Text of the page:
Thursday, December 13, 2007

Airport ... Aerotropolis!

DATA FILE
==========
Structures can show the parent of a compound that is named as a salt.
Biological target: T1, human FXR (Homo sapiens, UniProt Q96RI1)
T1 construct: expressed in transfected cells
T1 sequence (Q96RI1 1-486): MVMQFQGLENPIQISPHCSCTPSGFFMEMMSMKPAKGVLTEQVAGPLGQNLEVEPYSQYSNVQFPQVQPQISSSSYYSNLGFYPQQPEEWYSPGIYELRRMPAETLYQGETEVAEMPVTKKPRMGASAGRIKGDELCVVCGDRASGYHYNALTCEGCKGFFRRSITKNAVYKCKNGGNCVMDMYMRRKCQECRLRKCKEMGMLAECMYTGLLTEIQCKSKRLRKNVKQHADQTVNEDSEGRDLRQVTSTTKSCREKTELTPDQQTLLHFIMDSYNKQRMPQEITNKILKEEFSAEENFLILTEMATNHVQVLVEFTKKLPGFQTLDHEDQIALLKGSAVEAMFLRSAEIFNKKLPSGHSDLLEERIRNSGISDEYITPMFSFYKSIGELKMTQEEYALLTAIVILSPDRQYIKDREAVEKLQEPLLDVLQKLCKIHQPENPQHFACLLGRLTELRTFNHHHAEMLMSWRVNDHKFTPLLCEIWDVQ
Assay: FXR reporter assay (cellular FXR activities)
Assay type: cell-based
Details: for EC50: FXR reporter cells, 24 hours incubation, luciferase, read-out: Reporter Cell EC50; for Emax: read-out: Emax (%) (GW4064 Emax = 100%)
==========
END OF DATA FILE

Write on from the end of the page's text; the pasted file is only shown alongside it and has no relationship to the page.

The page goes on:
I had a 3 hour wait at Chicago’s O’Hare international airport today, the maximum time I had spent at any airport for a domestic flight. This gave me an opportunity to reflect on the changing face of airports in the world. O’Hare international airport, world’s busiest airport in terms of take-off and landings, is like a city in itself, a direction in which all major airports are heading. Our very own Delhi’s Indira Gandhi airport is also being developed into an aerotropolis (dunno who invented that word!). Today’s airport has gone way beyond being just a transportation hub where you start, end or transfer through a journey. In addition to a variety of food and drink joints, airports now offer shopping malls, business centers, executive lounges, prayer rooms (recently a sikh prayer room was approved at JFK airport), entertainment options and above all Wi-Fi internet connectivity. Wi-Fi connectivity varies from monthly accounts of $40 that can be used worldwide, to $30 for US domestic usage, to 24-hour pay-as-you-go for prices ranging from $2.5 (Rs. 100 at Delhi’s IGI) to $7 (Chicago’s O’Hare, London Heathrow and many others). Internet access coupled with the increasing use of cellphones and availability of roaming features instantly convert any airport gate to an office room. This has increased the usefulness of the waiting time at airport, especially for connecting flights. The airlines can leverage this by keeping greater connection times between flights (without losing customers) while optimizing their own operations. Better optimization would result in lower prices which would keep customers happy. The usefulness of connecting time assumes greater importance for international travel where the connecting times vary from 2-8 hours. After a quick wrap for dinner, a finished report and this post, it’s only 30 minutes to go …


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